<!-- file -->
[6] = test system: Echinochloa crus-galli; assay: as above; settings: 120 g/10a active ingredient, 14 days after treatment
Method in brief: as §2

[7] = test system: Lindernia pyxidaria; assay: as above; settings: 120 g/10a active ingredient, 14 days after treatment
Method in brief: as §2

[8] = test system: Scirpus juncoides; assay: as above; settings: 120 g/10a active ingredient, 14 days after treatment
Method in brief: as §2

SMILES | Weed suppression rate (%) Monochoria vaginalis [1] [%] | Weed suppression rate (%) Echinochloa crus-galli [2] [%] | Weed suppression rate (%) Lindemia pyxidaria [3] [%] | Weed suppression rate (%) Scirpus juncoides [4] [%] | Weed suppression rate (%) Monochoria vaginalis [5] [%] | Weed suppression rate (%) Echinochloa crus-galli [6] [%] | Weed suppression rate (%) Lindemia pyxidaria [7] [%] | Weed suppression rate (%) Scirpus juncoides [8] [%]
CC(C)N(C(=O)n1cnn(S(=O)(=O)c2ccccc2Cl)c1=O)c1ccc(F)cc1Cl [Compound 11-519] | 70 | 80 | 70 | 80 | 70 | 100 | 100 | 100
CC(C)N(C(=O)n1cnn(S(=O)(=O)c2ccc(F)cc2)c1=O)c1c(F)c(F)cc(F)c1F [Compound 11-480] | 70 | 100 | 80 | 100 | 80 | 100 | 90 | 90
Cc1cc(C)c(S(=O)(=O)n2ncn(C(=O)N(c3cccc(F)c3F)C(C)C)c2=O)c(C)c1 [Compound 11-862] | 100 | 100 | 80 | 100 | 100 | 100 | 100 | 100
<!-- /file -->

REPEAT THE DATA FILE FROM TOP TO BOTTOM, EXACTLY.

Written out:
[6] = test system: Echinochloa crus-galli; assay: as above; settings: 120 g/10a active ingredient, 14 days after treatment
Method in brief: as §2

[7] = test system: Lindernia pyxidaria; assay: as above; settings: 120 g/10a active ingredient, 14 days after treatment
Method in brief: as §2

[8] = test system: Scirpus juncoides; assay: as above; settings: 120 g/10a active ingredient, 14 days after treatment
Method in brief: as §2

SMILES | Weed suppression rate (%) Monochoria vaginalis [1] [%] | Weed suppression rate (%) Echinochloa crus-galli [2] [%] | Weed suppression rate (%) Lindemia pyxidaria [3] [%] | Weed suppression rate (%) Scirpus juncoides [4] [%] | Weed suppression rate (%) Monochoria vaginalis [5] [%] | Weed suppression rate (%) Echinochloa crus-galli [6] [%] | Weed suppression rate (%) Lindemia pyxidaria [7] [%] | Weed suppression rate (%) Scirpus juncoides [8] [%]
CC(C)N(C(=O)n1cnn(S(=O)(=O)c2ccccc2Cl)c1=O)c1ccc(F)cc1Cl [Compound 11-519] | 70 | 80 | 70 | 80 | 70 | 100 | 100 | 100
CC(C)N(C(=O)n1cnn(S(=O)(=O)c2ccc(F)cc2)c1=O)c1c(F)c(F)cc(F)c1F [Compound 11-480] | 70 | 100 | 80 | 100 | 80 | 100 | 90 | 90
Cc1cc(C)c(S(=O)(=O)n2ncn(C(=O)N(c3cccc(F)c3F)C(C)C)c2=O)c(C)c1 [Compound 11-862] | 100 | 100 | 80 | 100 | 100 | 100 | 100 | 100